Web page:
The Gaucho is the festival's opening-night film, and it should be a delightful way to open a weekend of beautiful restored prints from around the world, live performances by silent-film music specialists, and general merriment. The Mont Alto Motion Picture Orchestra will be appearing, for the third time at the festival, premiering a brand-new in-period score to the film. The screening is co-presented by the Mexican Museum, quite appropriately since though the film is set in a picture-book version of the Argentine Andes, many of the film's actors and extras in addition to Vélez were in fact of Mexican descent.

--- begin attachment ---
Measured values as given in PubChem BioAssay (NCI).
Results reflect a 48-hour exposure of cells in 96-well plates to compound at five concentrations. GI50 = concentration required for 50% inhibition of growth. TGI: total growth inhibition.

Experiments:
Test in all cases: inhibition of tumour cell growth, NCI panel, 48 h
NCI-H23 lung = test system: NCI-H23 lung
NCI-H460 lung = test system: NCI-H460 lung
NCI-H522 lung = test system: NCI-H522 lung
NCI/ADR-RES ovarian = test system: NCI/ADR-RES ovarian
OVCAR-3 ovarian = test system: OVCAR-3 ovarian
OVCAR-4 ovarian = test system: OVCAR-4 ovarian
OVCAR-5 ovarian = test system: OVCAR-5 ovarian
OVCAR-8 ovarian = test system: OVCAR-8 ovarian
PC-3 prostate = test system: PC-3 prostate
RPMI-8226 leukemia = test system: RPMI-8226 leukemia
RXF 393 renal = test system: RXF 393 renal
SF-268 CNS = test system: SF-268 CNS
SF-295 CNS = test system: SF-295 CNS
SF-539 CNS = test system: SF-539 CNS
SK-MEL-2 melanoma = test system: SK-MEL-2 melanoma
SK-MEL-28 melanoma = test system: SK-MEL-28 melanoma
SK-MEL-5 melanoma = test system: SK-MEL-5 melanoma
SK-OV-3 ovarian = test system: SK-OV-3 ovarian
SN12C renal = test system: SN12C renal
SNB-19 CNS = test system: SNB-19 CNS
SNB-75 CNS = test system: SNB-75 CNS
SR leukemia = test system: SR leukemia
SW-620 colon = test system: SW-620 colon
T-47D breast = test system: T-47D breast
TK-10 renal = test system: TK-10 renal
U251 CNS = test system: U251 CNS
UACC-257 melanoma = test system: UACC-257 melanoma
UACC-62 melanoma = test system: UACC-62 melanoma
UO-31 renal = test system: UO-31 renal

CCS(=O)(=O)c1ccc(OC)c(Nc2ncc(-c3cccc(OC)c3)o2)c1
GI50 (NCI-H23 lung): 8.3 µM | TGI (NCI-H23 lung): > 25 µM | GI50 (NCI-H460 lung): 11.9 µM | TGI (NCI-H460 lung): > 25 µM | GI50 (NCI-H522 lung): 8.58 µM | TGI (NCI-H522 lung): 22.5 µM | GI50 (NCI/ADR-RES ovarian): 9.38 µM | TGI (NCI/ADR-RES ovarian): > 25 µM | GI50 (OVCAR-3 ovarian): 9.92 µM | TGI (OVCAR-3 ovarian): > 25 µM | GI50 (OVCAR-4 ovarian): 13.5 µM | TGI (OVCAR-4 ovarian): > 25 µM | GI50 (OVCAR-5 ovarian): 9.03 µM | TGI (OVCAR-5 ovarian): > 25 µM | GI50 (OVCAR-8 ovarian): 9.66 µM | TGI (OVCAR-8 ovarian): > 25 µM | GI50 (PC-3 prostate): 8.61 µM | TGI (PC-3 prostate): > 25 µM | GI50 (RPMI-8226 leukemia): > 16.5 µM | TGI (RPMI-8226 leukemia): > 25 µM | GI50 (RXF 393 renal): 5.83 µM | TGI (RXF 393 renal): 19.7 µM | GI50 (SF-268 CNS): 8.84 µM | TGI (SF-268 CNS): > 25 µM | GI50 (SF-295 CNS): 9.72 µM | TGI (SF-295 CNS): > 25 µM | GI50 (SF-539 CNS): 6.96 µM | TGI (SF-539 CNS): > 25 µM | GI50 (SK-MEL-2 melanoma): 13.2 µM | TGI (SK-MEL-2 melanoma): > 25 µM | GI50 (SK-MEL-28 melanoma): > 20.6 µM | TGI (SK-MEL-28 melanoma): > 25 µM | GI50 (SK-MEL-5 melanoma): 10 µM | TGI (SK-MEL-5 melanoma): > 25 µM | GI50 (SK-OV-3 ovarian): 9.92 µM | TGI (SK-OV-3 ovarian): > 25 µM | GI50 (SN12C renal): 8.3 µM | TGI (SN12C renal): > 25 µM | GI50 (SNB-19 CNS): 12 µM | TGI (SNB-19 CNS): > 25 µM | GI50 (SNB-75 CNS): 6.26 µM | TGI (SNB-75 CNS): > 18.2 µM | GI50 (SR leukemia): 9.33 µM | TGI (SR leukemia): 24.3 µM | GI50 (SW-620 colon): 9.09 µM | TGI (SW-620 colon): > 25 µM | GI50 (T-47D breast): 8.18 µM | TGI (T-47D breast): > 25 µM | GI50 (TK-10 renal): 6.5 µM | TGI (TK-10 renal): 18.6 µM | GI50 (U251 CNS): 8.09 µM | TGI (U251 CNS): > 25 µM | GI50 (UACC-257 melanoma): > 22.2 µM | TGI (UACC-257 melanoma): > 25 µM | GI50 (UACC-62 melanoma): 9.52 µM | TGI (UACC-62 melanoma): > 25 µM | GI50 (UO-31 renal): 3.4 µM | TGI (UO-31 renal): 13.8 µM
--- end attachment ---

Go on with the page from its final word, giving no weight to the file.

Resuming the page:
My essay will be available as part of a complimentary program guide presented to everyone who attends the festival. It may also appear online at some future date; the festival has recently begun making essays from certain previous programs available on its website. My essays for the festival's screenings of Teinosuke Kinugasa's Jujiro in 2008 and William C. de Mille's Miss Lulu Bett in 2007 are among those currently viewable, though I highly recommend browsing the archive and reading essays by all the writers in the group; they are intended to be equally useful for people who have seen the films in question, and for those who haven't.